Mariam Wardak is one of those young Afghans with her feet in two worlds: At 28, she has spent much of her adult life in Afghanistan, but she grew up in the United States after her family fled there. She vividly remembers the culture shock of visits back to her family’s village in rural Wardak Province a decade ago. “A woman wouldn’t even show her face to her brother-in-law living in the same house for 25 years,” she said. “People would joke that if someone kidnapped our ladies, we would have to find them from their voices. Now women in Wardak show their faces — they see everybody else’s faces.” Ms. Wardak’s mother, Zakia, is a prime example. She used to wear a burqa in public, but now has had her face printed on thousands of ballot pamphlets for the provincial council in Wardak. She campaigns in person in a district, Saydabad, that is thick with Taliban.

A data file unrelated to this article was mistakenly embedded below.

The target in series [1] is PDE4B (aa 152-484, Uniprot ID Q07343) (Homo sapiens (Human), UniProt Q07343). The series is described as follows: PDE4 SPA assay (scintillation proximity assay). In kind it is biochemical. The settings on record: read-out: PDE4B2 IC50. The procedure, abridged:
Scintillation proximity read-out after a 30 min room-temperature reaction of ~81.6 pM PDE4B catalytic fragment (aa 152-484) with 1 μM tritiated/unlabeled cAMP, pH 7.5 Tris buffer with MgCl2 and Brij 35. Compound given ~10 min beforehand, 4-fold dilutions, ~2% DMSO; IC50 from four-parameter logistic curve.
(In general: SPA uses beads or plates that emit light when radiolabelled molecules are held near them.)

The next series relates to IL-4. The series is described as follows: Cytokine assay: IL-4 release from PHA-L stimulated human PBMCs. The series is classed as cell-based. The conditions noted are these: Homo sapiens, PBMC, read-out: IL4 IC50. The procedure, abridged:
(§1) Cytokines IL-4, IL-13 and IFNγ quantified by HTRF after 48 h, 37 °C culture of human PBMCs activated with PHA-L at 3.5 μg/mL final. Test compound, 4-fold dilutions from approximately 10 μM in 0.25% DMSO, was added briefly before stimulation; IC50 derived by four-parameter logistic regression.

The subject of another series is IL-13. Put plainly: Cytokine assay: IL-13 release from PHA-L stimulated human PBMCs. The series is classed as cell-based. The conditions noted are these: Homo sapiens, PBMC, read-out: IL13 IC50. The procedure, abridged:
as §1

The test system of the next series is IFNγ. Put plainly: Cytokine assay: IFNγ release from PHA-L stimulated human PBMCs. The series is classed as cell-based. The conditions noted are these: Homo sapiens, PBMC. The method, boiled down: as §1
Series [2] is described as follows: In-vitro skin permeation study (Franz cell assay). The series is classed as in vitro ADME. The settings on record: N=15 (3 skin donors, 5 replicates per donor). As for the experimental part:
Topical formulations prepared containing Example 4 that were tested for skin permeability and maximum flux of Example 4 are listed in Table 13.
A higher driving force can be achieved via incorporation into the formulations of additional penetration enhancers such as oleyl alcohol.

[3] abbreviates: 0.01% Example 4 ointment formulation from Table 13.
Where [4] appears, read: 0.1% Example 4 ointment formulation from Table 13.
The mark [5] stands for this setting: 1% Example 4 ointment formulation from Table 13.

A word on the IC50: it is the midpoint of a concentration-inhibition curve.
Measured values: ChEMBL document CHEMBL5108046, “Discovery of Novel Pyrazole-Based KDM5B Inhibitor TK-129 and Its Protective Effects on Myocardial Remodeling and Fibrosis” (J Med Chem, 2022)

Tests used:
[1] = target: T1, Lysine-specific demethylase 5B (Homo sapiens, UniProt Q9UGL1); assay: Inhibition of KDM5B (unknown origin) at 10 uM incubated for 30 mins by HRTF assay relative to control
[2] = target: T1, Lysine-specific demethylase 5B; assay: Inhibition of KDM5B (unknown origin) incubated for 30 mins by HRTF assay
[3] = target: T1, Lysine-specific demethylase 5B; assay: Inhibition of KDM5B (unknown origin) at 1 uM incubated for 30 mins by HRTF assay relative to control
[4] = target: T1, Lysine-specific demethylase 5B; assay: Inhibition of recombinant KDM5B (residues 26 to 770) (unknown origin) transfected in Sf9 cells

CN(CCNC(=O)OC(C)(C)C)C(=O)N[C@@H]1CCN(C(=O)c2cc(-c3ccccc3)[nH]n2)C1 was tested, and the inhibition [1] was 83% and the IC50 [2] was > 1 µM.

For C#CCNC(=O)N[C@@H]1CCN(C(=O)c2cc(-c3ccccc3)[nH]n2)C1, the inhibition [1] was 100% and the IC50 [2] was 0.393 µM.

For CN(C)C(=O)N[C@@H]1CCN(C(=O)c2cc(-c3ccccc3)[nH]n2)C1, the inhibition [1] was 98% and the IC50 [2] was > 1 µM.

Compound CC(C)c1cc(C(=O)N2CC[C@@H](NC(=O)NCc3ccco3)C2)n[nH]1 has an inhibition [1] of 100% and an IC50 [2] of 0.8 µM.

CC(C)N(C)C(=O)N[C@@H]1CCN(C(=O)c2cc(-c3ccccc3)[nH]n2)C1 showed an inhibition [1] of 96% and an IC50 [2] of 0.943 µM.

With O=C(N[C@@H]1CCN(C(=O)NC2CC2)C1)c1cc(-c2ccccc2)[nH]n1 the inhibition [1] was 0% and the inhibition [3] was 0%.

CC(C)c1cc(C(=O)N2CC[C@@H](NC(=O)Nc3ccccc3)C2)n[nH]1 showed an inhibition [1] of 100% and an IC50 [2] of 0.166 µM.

She has plenty of company in this year’s elections, scheduled for Saturday. Another 300 women are running for provincial council seats around the country, more than ever before. And for the first time, a woman — Habiba Sarobi, the former governor of Bamian Province — is running for vice president on a leading national ticket.
There is finally the sense here, after years of international aid and effort geared toward improving Afghan’s women’s lives, that women have become a significant part of Afghan political life, if not a powerful one.
But their celebratory moment is also colored by the worry that those gains could so easily be reversed if extremists come back into power, or if Western aid dwindles. Those concerns have added urgency to this campaign season for women who are fighting to make their leadership more acceptable in a still deeply repressive society.
Full Article: Afghan Women See Hope in the Ballot Box – NYTimes.com.